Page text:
Providers get dinged with fees since they have to run the cards through a merchant service provider (credit card servicer) that will deposit the funds into their bank account. If you decide a virtual credit card is not your jam. You must initial the “opt-out” of these cards and select check or direct deposit. Keep in mind some of the direct deposit options through these outsourced vendors also charge a fee.

All in all, there’s a give and take between payment options. Each individual requires different needs. And it’s important to seek counsel when choosing the best option. At PractiSynergy, we work closely with clients to give them the best option for their unique needs. To get informed about our medical coding and billing services, reach out to Katie Fergus. Call 515.412.2800 or email  katie@practisynergy.com.

Categories
Medical Claim Adjustments Medical Coding Guide

Deductible Season For All Medical Insurances

Doctor with health insurance healthcare graphic.

It’s here. Deductible Season. The time of year when most insurance plans re-set deductibles back to $0.

So, what exactly does that mean to your practice? Its not all doom and gloom, its not too late to make a few changes to help you maintain your cash flow.

1. Eligibility Check

Always check insurance eligibility. This includes MEDICARE! Medicare beneficiaries had open enrollment late fall allowing them to choose Medicare advantage plans as well as supplemental
plans. What do you want to look for when checking eligibility and verifying benefits?

a. Does the patient have an active policy? What is the effective date of that policy?

b. Does the patient have a co-pay, deductible, coinsurance, or an out-of-pocket maximum?

c. Does the service you provide require a prior authorization or a referral?

d. Does the patient have any secondary insurance?

2. Payment Collection

Collect payments from patients at the time of service. Unless an insurer bars you from billing a patient (such as Medicaid), it is wise to collect money up front. Always collect a co-pay at the time of service. If a patient has a deductible or co-insurance that applies to your service, collect a set amount of money at the time of service. Depending on your patient population and service provided anywhere between $50-$150 might be appropriate for your practice.

3. Don’t Make It Difficult To Pay For Patients

Always take a payment if a patient offers, and do not make it difficult for your patients to pay.

Technology is spanning all the generations. Patients regardless of age expect the ability to pay their bills online. Identity theft has increase and few patients want to send a check or credit card through the mail for fear it will be stolen. Secure email and text is a great way to remind your patients they still have a bill outstanding.

Finally, remind patients (verbally, in writing, or both) of their financial responsibility. Whether it is keeping insurance updated, patient contact information updated, and a friendly reminder that most insurers require the patient to pay the provider some portion of their bill – even Medicare (Medicare’s deductible for 2022 is $233).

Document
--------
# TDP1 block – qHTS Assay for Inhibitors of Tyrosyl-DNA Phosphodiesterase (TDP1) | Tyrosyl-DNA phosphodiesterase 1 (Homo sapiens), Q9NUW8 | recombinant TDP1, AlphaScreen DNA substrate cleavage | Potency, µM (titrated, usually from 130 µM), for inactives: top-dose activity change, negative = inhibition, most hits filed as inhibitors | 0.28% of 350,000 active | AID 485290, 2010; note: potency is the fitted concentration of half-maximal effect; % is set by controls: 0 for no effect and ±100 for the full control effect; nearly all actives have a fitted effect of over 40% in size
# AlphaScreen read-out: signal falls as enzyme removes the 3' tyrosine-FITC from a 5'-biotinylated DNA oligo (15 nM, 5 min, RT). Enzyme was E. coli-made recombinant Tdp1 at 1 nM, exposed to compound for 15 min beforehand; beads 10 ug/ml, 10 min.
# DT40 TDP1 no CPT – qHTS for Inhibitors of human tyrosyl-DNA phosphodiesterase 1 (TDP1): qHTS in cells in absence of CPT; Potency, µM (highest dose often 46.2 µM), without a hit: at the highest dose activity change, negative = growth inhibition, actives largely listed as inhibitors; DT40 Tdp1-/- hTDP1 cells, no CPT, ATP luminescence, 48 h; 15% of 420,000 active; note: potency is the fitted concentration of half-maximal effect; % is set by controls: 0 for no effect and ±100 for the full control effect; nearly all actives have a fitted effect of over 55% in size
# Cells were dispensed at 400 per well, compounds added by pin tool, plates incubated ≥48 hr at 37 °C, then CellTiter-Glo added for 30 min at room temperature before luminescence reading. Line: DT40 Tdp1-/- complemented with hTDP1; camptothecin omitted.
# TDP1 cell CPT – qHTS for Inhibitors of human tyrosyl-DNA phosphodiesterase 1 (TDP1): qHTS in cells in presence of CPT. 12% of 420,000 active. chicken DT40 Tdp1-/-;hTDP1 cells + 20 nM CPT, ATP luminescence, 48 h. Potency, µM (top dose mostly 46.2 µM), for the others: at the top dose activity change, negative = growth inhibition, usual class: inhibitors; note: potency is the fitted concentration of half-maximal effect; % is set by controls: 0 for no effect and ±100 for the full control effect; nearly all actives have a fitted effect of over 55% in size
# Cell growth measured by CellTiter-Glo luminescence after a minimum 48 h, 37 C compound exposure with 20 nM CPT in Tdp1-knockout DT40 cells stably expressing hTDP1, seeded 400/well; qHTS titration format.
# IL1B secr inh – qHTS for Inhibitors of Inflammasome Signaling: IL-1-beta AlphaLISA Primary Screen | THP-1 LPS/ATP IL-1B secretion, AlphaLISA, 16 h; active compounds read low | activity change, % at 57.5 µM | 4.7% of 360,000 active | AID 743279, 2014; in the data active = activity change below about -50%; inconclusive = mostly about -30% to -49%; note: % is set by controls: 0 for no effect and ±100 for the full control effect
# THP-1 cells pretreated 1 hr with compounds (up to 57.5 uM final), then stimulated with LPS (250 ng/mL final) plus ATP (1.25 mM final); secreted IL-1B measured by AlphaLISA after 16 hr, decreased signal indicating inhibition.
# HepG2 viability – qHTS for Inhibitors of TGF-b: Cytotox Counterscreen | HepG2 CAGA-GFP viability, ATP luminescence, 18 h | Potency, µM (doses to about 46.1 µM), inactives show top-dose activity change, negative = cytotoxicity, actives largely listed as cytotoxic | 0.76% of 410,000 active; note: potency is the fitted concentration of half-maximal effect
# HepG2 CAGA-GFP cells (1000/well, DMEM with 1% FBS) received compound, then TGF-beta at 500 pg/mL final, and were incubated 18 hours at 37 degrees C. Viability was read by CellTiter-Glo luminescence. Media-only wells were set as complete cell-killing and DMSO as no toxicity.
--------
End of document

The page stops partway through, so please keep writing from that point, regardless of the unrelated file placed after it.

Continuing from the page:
These strategies will help medical practices keep a better cash flow during this deductible season. PractiSynergy can help providers set up these processes. Please contact Katie Fergus, call 515.412.2800 or email  katie@practisynergy.com.

Categories
Medical Billing Guide Medical Claim Adjustments

Claim Adjustments In Medical Billing

Claim Adjustments In Medical Billing - PractiSynergy

What are the adjustments codes do on the payers’ explanations of benefits and what do they mean? These codes tell the provider why all the money charged was not paid.

I have three categories for these adjustments: Contract Related, Process Related, and Patient Liability. From these categories, you should examine whether there is a payer error (not abiding by contracted rates or agreements), a billing error (something on the claim was not correct), or if the amount is owed by the patient

Payer Error and Contractual Adjustments:

  • The maximum amount was paid by the insurance company based on the contract the provider holds with the insurance company – This means what the amount charged by the clinic was more than the allowed reimbursement in the provider’s contract.
  • No prior Authorization – Provider contracts spell out the responsibility of the provider to acquire any prior authorization required by a policy or their payment may be reduced or denied
  • Billing Guidelines – claims may be denied due to the provider not following the proper rules to bill a particular medical procedure. For instance, providers may not be paid for cosmetic procedures. The definition of “cosmetic” is usually determined by a patient’s diagnosis coded and is spelled out in coverage documents for the plan. Providers are expected to review these and submit claims appropriately.

Medical Billing And Claim Adjustments

Billing Error and Process Related Adjustments:

  • Non-covered benefit – Providers are expected to check benefits for patients before they perform a procedure on a patient. Even a simple sick visit may be denied, or the payment may be reduced if an out of network provider give these services and the patient does not have out of network benefits. Another example may be when the insurance company expects a certain type of provider to perform a service (a physical therapist should not submit a claim for a throat culture for strep)
  • Patient does not have active coverage – Providers must verify a patient is eligible for their insurance as of the date the service will be provided. If the service happens before, after, or during a gap in coverage, the provider is not eligible for reimbursement from the insurance company. The beginning of the year is most common for these adjustments.
  • Incorrect coding – medical codes on a claim are critical to payment. Providers are ultimately responsible for which codes go on a claim. They may delegate this duty to certified coders to do a thorough job. Providers should always use current codes and not rely on Google to find the right code since there are many codes which are expired that swirl around cyberspace. For reliable codes please visit PractiSynergy.

Patient Responsibility: